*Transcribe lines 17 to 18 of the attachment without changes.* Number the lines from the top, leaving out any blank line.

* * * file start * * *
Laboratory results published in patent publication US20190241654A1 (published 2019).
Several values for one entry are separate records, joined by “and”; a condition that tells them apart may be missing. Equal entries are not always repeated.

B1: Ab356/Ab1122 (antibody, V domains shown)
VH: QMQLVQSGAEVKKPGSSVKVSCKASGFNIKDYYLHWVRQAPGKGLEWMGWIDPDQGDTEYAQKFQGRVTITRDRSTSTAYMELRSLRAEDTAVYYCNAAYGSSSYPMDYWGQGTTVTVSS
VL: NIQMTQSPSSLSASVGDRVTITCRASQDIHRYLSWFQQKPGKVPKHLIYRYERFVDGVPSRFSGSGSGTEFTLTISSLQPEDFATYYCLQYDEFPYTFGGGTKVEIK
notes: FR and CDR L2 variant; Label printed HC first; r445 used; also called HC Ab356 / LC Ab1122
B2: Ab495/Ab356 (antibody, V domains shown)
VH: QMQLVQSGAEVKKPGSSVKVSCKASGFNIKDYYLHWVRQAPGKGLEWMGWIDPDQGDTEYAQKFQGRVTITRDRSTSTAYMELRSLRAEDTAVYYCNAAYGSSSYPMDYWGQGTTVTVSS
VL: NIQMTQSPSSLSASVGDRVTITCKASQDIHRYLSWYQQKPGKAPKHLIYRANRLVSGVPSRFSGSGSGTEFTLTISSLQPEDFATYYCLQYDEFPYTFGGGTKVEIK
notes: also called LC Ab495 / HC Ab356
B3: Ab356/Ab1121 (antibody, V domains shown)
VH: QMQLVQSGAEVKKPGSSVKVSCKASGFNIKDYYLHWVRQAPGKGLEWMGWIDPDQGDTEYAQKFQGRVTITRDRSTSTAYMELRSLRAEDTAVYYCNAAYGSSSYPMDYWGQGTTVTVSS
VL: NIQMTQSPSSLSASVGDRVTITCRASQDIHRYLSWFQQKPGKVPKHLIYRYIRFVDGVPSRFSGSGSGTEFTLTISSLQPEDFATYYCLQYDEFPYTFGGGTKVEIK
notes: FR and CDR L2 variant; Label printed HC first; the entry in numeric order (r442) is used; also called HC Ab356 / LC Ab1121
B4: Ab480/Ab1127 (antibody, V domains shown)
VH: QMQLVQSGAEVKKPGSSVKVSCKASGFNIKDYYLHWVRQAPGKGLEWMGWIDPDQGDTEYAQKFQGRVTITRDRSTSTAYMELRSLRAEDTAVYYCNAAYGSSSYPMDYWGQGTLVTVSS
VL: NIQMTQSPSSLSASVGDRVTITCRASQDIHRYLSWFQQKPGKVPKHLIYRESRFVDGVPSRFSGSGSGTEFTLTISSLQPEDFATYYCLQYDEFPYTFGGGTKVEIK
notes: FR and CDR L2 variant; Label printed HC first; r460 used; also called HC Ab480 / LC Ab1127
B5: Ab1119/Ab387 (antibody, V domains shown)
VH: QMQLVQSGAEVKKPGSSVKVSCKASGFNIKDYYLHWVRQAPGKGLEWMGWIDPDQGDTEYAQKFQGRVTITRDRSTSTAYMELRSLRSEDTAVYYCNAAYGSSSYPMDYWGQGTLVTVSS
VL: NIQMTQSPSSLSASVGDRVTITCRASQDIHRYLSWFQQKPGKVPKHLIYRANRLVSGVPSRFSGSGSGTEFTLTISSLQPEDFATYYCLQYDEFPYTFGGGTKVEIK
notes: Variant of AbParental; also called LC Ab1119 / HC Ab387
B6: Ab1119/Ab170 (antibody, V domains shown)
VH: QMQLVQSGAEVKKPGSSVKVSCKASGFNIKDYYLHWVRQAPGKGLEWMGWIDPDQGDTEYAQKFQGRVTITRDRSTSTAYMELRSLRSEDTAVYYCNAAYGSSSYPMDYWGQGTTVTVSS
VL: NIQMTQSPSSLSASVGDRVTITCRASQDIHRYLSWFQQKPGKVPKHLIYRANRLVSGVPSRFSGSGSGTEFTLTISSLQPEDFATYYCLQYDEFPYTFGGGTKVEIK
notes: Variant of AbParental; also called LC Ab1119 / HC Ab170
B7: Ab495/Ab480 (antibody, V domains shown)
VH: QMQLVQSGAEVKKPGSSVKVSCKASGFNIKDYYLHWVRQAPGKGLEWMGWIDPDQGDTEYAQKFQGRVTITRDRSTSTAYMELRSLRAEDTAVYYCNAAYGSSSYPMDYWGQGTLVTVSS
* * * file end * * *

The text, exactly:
VL: NIQMTQSPSSLSASVGDRVTITCRASQDIHRYLSWFQQKPGKVPKHLIYRESRFVDGVPSRFSGSGSGTEFTLTISSLQPEDFATYYCLQYDEFPYTFGGGTKVEIK
notes: FR and CDR L2 variant; Label printed HC first; r460 used; also called HC Ab480 / LC Ab1127